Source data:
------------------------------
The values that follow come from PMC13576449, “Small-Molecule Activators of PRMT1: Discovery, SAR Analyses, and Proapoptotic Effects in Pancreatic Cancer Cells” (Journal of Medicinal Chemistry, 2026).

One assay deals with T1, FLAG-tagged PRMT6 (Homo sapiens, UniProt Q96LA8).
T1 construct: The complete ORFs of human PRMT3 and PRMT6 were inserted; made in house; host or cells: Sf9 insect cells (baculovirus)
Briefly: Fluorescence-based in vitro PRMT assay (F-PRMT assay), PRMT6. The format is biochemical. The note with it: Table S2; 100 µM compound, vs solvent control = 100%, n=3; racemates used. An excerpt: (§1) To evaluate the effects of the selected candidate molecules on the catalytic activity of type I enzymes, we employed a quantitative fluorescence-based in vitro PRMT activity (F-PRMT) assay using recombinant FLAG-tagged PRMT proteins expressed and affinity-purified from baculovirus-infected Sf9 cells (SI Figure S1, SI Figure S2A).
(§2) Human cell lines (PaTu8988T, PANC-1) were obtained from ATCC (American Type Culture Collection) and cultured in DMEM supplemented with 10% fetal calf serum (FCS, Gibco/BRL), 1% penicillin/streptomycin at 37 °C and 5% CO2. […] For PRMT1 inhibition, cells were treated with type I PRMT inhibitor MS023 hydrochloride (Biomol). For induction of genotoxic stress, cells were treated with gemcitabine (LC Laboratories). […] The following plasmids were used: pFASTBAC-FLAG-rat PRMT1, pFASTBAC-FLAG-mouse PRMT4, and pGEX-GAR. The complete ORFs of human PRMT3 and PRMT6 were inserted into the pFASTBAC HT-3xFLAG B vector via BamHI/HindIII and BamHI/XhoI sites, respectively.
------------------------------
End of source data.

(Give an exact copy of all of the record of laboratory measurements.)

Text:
The values that follow come from PMC13576449, “Small-Molecule Activators of PRMT1: Discovery, SAR Analyses, and Proapoptotic Effects in Pancreatic Cancer Cells” (Journal of Medicinal Chemistry, 2026).

One assay deals with T1, FLAG-tagged PRMT6 (Homo sapiens, UniProt Q96LA8).
T1 construct: The complete ORFs of human PRMT3 and PRMT6 were inserted; made in house; host or cells: Sf9 insect cells (baculovirus)
Briefly: Fluorescence-based in vitro PRMT assay (F-PRMT assay), PRMT6. The format is biochemical. The note with it: Table S2; 100 µM compound, vs solvent control = 100%, n=3; racemates used. An excerpt: (§1) To evaluate the effects of the selected candidate molecules on the catalytic activity of type I enzymes, we employed a quantitative fluorescence-based in vitro PRMT activity (F-PRMT) assay using recombinant FLAG-tagged PRMT proteins expressed and affinity-purified from baculovirus-infected Sf9 cells (SI Figure S1, SI Figure S2A).
(§2) Human cell lines (PaTu8988T, PANC-1) were obtained from ATCC (American Type Culture Collection) and cultured in DMEM supplemented with 10% fetal calf serum (FCS, Gibco/BRL), 1% penicillin/streptomycin at 37 °C and 5% CO2. […] For PRMT1 inhibition, cells were treated with type I PRMT inhibitor MS023 hydrochloride (Biomol). For induction of genotoxic stress, cells were treated with gemcitabine (LC Laboratories). […] The following plasmids were used: pFASTBAC-FLAG-rat PRMT1, pFASTBAC-FLAG-mouse PRMT4, and pGEX-GAR. The complete ORFs of human PRMT3 and PRMT6 were inserted into the pFASTBAC HT-3xFLAG B vector via BamHI/HindIII and BamHI/XhoI sites, respectively.